Reconnect with people and find commonality with common people, and maybe what was once the most loyal audience in all of sports can be rebuilt.

Tuesday, January 18, 2011

On Stewart's shiner and a points revamp

For mid-January, there is actually quite a bit of racing news breaking lately. It comes as no surprise that Tony Stewart finds himself embroiled in yet another scuffle, but it is a welcome surprise that NASCAR is at least considering a change to its championship format.

First, the Stewart situation.

I must preface my remarks with the statement that I like Tony Stewart. I respect the man's talents and his determination. I appreciate that he supports grassroots racing. But for some reason, he continually finds himself in these situations - situations where he physically accosts someone. Whether it's slapping a tape recorder from a reporters hands or wrestling the radio headset off a track official's head, Stewart has crossed the line from fiery and opinionated to overly agressive and borderline criminal on numerous occasions.

The latest story has Stewart allegedly in a scuffle with an Australian race track owner after a heated discussion over track conditions. Stewart supposedly whacked the track owner, who apparently is a bit of a big fellow, with his helmet and the track owner returned the favor with a poke to the eye, leaving Stewart with a tell-tale shiner.

There will doubtlessly be thousands of words written and said about this incident as SpeedWeeks approaches. Every writer will want to break the story of what happened and get Stewart's quotes to puncuate the story. I'll read them with as much interest as anyone, this is a juicy story and there are still unanswered questions. To me the biggest part of the story is that Stewart finally pushed and someone pushed back. Imagine him knocking Mike Mulhern's tape recorder out of his hands and Mulhern responding by shoving Stewart between a couple of transporters and rapping him upside the head a couple of times.

Obviously NASCAR would outwardly frown on such shenanigans, but in reality it was only a matter of time before Stewart lashed out at someone and they lashed back.

The second big story is that NASCAR, after 35 years, is looking to replace the Latford System and totally revamping its point system.

Apparently the discussion among the sanctioning body and its teams centers on a system that awards race winners 43 points and descends all the way down to one point for finishing 43rd. There's talk of bonus points for winning, leading the most laps and winning the pole, but all of this at this point is pure speculation.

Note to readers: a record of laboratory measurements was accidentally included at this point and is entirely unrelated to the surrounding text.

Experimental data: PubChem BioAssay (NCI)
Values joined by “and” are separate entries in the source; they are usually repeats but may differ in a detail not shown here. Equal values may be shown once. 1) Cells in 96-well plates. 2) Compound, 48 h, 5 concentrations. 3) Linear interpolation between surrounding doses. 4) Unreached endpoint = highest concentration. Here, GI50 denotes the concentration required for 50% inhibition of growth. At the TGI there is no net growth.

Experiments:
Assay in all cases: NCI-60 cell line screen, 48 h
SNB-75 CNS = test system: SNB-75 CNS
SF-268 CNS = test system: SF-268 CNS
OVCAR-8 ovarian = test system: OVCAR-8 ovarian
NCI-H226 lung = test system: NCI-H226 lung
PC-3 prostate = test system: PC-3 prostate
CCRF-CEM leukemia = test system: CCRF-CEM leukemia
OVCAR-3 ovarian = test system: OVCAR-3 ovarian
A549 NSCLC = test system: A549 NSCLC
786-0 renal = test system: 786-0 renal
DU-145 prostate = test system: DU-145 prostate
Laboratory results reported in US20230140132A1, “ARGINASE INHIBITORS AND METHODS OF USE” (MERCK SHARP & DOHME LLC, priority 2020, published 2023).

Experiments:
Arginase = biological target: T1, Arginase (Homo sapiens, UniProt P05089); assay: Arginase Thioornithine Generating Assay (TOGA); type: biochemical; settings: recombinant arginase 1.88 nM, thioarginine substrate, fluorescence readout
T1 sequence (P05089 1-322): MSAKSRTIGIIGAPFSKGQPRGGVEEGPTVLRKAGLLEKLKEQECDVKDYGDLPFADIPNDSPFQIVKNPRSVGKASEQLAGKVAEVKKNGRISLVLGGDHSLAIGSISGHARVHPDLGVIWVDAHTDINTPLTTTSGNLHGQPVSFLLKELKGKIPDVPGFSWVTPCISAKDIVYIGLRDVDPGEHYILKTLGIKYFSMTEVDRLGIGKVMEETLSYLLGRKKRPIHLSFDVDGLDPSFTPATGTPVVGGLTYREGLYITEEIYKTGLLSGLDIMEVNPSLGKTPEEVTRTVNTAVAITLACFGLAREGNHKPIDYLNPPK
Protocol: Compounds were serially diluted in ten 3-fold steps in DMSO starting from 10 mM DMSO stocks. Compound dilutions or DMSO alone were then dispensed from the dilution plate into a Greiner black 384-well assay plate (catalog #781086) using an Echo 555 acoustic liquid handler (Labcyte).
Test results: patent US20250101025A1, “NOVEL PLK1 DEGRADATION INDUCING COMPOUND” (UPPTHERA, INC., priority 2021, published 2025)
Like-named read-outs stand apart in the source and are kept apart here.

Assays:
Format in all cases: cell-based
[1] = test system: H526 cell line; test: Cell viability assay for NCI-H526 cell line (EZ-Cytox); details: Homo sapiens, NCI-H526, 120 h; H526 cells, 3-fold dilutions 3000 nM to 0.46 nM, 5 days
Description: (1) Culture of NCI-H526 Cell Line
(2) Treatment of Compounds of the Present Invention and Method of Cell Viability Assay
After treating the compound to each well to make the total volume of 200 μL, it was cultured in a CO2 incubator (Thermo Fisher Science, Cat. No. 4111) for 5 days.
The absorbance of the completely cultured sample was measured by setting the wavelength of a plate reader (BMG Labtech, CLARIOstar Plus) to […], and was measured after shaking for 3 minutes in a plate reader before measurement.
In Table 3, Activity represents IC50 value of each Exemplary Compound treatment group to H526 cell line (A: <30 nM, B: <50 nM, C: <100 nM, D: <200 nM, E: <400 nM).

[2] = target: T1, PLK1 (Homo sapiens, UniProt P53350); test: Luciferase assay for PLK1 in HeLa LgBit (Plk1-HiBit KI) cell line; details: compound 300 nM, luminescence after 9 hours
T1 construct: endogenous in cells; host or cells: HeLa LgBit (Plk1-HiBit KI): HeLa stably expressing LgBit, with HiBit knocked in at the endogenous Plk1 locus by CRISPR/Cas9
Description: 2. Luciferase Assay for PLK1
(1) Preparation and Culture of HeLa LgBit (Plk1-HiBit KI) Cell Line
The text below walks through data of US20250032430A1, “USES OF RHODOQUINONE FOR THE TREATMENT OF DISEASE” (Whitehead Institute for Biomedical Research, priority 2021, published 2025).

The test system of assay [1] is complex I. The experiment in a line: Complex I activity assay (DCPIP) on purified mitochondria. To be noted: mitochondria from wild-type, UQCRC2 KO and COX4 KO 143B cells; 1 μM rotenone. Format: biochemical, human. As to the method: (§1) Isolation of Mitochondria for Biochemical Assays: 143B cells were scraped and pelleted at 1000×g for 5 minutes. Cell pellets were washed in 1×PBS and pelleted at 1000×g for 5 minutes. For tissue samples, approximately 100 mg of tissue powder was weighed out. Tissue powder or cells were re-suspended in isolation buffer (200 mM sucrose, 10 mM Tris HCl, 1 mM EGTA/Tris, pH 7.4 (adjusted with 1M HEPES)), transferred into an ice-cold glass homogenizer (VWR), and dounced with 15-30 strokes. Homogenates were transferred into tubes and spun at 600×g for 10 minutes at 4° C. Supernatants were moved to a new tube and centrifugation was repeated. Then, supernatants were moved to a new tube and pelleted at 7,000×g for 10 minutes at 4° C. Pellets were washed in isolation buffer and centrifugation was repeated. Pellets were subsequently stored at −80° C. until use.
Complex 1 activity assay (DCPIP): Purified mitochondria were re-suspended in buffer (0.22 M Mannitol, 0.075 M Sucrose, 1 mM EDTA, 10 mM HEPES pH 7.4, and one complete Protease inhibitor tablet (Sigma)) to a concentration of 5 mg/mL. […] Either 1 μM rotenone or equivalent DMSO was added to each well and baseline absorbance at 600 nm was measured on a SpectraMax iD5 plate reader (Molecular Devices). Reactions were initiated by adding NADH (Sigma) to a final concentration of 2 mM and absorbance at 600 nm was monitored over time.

I'll say this: it's a start. In my last post, I called for the elimination of points determining the champion. Race winners from the first 35 races of the season would be automatically invited to the championship race, with a last chance race the day before locking in one more invitee. The final race of the year would pay a huge sum to win (like what the current champion earns) and would be named the overall series champion. You could also tweak it a little and say winners from the first 32 races of the year locked in and have a four-race "Chase" for the championship, but I think one race to decide it fits right into Brian France's "more Game Seven moments" edict.

One thing does need to be said about that as well: I appreciate France's desire to see more of those high-intensity moments in NASCAR. But those moments are not something you can create or manufacture by adding rules or manipulating competition. Those moments are rare, and that rarity is what makes them special. Alan Kulwicki's 1992 championship is special because it wasn't manipulated in any sense. Dale Earnhardt's final victory at Atlanta, a photo finish over Bobby Labonte, is special because over 500 miles Earnhardt managed to get to the line a millisecond before the competition. He didn't have a two-lap sprint to the finish after a late-race caution to artificially tighten the field.

The problem with manufacturing "Game Seven moments" is that once you artificially tighten the competition, those moments that were once dramatic lose any sense of excitement or value to the audience.